the shock of juxtaposition unmitigated

MOBILE, A Study for a representation of the United States, by Michel Butor, Simon & Schuster, 1963

Through an error of the inter-library loan system, I read the french edition first, and it was a fortunate error: my french being at the schoolboy level, meanings leapt at me from a turmoil of incomprehensibility – the french that I knew, the occasional english phrases flashing – you get the sense of us that Olson means, speaking of the Mayans, “the ball still snarled”, plain meaning being the exception, the miracle

the whole things is a dream, the materials being our own flat realities, it is the dreamstate we get into in driving this country, in which we sleepdrive off a straight level highway, or, as, the two grayhound buses, some years ago, near Waco, Texas, in the middle of night, the middle of nowhere, vision ahead limitless, slamming together headon

as in dreams, time-space are shattered, within the punctuation of present place and incident, we get history, anthropology, etc. – the motif of indian attention to peyotl is apt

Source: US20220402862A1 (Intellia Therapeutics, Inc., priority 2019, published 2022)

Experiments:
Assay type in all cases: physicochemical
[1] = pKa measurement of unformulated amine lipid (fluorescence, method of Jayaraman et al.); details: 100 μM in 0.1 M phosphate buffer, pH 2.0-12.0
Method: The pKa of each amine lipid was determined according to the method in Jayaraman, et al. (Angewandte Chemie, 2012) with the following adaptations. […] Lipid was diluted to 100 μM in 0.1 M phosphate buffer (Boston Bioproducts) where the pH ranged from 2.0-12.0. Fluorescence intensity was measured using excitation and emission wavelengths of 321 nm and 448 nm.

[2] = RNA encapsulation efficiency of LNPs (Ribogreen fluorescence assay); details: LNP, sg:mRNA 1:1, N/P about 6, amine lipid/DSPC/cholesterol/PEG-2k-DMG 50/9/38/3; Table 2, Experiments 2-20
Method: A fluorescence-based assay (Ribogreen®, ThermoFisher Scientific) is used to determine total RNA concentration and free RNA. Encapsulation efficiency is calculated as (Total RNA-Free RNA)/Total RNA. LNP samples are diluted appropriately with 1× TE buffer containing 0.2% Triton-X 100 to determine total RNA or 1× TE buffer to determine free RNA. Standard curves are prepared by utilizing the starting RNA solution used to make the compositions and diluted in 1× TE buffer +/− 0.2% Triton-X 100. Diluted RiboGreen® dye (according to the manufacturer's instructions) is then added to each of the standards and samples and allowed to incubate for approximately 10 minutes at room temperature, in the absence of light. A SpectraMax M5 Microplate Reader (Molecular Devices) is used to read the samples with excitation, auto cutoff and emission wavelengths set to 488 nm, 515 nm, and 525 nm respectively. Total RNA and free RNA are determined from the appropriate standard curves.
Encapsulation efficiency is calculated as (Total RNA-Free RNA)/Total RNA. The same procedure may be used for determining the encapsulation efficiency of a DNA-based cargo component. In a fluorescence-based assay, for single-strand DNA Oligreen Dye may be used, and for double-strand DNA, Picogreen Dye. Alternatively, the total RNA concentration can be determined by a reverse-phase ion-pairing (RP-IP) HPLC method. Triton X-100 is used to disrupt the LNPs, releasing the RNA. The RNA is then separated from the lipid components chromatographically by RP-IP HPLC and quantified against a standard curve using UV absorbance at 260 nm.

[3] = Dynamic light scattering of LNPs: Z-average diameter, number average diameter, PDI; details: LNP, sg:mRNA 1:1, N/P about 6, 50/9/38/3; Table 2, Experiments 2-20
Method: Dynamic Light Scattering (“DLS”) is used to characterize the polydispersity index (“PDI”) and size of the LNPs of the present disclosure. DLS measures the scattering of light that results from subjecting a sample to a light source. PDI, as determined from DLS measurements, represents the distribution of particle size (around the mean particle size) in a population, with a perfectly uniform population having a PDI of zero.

as is the dedication to Jackson Pollock, it is the first full-length prose work I know in which – as in Pound, Williams, Olson – the meanings are stripped of all literary trappings, lying (as pigments) nakedly side by side, the shock of juxtaposition unmitigated

has Butor read our poets, or did he get it from the painters? in any case, this is a re-emergence of an old tradition of franco-american interchange, one that involved Jefferson, Franklin, Crevecoeur and de Toqueville . . . it is also in the tradition of that secondary European greed, not the landgrabbers, but those who gathered, at second hand, the land’s natural life: as, Coleridge mining the Bartrams – here, Butor makes a feast of Audubon, picking the birds clean

(Paul Metcalf, in Fire Exit, No. 3 (ca. 1969), ed. William Corbett, p. 67.)

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